It may not be the most elegant adjustment, but playing the Nets straight up might be the Bucks’ best bet for keeping Brooklyn’s offense from boiling over and giving Milwaukee’s an opportunity to fill it up on the other side. PJ Tucker is up to the task, as is Khris Middleton, Giannis Antetokounmpo, and Jrue Holiday. The Bucks need to keep switching, keep communicating their switches, and keep their focus and discipline. If they can do all that, they’re likely to be in a position to succeed...because Brooklyn’s star power might come undone thanks to the age-old enemy of every human: fatigue.
The Nets are built around their three stars, but that trio of celestial wonders are not shining as brightly as expected. Kyrie Irving is out. James Harden has a busted wheel and lacks the same dynamism that earns him MVP votes; his triple-threat is only to pass or shoot, as the threat of his drives is currently theoretical in nature. Kevin Durant is every bit of the superstar we expected/feared, but has also played a ton of minutes. Over the past four games, Durant has logged playing time totals of 42:52, 41:54, 48:00, and 40:22. These are not insurmountable minutes loads for a player of Durant’s caliber, but in the aggregate they are the sort of physical exertion that might build up for someone and result in a shot, one shot, falling short rather than falling through. In a Game 7 situation, that might be enough to make all the difference. All the pieces matter, including travel time, where our resident skywatcher Andrew gives us some insight about both teams’ trips back to Brooklyn. The Bucks went out this afternoon after getting (hopefully) a good night’s sleep while the Nets…didn’t.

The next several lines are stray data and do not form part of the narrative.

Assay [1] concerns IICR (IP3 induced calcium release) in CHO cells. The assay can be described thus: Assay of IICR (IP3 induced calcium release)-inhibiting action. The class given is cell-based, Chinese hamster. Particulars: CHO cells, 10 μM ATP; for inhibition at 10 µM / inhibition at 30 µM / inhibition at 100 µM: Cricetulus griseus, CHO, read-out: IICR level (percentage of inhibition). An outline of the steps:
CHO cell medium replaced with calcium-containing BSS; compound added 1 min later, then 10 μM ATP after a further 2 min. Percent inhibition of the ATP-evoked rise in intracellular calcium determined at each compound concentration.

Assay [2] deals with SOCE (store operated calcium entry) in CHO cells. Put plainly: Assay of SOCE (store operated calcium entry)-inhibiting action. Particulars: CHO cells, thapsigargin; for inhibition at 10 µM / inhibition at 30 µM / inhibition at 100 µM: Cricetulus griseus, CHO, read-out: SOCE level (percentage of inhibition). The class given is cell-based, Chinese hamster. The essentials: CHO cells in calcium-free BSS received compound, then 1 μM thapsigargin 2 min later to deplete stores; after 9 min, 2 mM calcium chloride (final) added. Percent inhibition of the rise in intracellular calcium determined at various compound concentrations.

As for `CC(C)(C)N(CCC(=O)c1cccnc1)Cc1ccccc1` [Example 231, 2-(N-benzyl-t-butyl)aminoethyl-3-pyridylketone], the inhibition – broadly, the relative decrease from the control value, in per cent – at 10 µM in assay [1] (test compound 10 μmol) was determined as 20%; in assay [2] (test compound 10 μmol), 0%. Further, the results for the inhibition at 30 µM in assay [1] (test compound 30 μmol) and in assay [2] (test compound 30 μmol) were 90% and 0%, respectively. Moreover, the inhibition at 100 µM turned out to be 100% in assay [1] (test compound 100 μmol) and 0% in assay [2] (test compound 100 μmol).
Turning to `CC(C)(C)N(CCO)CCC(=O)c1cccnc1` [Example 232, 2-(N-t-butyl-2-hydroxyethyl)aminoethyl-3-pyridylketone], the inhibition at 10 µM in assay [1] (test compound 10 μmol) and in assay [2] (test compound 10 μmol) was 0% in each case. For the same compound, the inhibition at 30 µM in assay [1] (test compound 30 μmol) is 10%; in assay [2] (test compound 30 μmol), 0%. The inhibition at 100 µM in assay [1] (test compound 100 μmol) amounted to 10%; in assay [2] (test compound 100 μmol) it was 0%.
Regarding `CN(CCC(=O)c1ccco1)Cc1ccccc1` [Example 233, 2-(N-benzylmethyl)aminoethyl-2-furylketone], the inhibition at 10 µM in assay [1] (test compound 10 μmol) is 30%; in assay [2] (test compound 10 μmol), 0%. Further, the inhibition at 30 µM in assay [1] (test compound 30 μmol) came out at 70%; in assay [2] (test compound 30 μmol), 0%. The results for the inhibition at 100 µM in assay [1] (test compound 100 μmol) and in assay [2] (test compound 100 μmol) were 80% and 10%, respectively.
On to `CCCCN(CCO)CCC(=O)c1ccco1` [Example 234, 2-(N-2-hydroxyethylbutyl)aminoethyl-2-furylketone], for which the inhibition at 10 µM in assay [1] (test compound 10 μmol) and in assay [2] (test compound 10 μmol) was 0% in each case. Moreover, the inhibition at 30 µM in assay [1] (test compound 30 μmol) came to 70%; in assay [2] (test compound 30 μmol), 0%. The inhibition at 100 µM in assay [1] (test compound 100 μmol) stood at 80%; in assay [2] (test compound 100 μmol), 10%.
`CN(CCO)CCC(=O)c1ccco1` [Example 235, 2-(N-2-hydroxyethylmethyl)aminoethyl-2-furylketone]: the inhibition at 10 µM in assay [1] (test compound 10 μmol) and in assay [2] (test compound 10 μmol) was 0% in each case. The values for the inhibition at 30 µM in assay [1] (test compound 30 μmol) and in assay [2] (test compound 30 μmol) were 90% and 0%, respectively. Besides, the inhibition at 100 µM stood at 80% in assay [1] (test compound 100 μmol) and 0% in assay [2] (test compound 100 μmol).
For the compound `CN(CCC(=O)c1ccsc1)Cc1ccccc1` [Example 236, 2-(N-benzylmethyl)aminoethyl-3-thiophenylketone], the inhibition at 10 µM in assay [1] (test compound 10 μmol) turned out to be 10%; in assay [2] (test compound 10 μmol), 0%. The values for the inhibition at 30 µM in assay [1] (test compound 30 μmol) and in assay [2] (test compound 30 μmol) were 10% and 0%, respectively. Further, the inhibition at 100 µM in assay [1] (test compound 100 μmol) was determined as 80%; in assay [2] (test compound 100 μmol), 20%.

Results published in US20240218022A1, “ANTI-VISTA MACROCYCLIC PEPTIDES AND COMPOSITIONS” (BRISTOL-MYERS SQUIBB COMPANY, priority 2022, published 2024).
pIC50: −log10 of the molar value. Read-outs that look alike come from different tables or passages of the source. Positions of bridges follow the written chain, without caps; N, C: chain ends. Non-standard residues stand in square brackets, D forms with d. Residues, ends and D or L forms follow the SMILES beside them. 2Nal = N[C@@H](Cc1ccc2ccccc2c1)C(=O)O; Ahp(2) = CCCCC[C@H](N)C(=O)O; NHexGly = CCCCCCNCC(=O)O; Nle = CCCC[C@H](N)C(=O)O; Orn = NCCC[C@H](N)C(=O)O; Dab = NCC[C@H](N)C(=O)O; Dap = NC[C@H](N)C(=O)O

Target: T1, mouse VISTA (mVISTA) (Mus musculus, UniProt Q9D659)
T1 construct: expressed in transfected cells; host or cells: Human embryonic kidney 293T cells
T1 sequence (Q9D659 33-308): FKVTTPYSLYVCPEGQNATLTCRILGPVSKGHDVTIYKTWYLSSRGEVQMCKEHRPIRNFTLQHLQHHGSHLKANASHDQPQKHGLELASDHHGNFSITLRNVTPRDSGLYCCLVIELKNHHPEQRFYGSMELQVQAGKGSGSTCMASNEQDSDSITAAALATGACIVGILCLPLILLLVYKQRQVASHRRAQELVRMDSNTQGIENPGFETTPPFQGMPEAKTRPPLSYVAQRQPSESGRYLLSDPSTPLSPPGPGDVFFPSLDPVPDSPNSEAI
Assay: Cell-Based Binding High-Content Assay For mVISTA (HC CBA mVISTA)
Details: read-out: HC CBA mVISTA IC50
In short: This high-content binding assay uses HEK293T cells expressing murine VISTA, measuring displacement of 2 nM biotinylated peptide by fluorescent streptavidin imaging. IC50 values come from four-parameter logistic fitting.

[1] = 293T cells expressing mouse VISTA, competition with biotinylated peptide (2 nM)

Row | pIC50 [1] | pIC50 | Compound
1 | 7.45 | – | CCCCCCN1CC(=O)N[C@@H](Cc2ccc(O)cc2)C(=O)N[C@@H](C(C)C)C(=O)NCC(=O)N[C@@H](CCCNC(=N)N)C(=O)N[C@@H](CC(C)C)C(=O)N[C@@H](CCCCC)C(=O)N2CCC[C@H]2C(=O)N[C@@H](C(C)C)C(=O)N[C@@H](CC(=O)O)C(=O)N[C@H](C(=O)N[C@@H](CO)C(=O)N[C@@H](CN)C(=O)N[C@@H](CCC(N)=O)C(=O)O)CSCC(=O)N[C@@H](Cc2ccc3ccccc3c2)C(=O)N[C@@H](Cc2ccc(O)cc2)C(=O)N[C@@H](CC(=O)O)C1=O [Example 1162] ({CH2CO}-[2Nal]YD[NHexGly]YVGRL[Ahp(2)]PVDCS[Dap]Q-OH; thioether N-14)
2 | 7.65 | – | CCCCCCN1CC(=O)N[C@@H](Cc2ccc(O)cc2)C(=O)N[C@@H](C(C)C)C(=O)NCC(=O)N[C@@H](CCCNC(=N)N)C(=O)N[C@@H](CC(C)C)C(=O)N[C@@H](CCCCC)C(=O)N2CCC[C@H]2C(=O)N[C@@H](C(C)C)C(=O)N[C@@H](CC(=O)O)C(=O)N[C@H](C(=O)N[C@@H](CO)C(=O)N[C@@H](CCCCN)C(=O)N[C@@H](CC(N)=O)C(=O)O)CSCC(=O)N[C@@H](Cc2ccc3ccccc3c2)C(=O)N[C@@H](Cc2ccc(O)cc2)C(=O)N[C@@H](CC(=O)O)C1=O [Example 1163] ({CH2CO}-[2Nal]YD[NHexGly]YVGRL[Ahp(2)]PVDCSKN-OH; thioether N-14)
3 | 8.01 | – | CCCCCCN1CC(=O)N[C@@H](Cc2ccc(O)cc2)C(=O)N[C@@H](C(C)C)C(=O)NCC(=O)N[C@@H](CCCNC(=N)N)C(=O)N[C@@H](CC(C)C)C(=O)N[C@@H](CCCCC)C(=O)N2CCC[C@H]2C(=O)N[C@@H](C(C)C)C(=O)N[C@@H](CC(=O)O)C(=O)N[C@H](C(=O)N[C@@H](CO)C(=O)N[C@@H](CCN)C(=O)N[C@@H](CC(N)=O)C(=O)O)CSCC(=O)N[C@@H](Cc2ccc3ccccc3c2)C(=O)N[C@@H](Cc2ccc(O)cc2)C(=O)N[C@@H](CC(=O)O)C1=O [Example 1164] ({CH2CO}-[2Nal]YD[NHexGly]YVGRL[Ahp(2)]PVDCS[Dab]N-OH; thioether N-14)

Also looks like the Nets got back into Newark earlier this morning pic.twitter.com/cDjPXsTZ66— Andrew (@AndrewG_NBA) June 18, 2021
Is that enough to make a tangible difference? Probably not, but of all the straws to grasp for, this one isn’t outlandish.
The Bucks are playing for their playoff lives tomorrow. If they don’t pull off the unexpected, this group of players might not get another chance to make a run, and the coaching staff is almost certainly moving on to other opportunities. But a series comeback for the Bucks isn’t impossible, merely improbable. It’s unreasonable to simply assume that they’ll just find a way to win, but we’ve learned a long time ago to not make assumptions about the Milwaukee Bucks.
For all intents and purposes, this is it. The Bucks and Nets have their chips pushed to the middle, the cards have been dealt, and it all comes down to this. It’s winner-take-all, loser goes home with lint in his pockets. Who’s it going to be?
Thats why they play the games, isn’t it?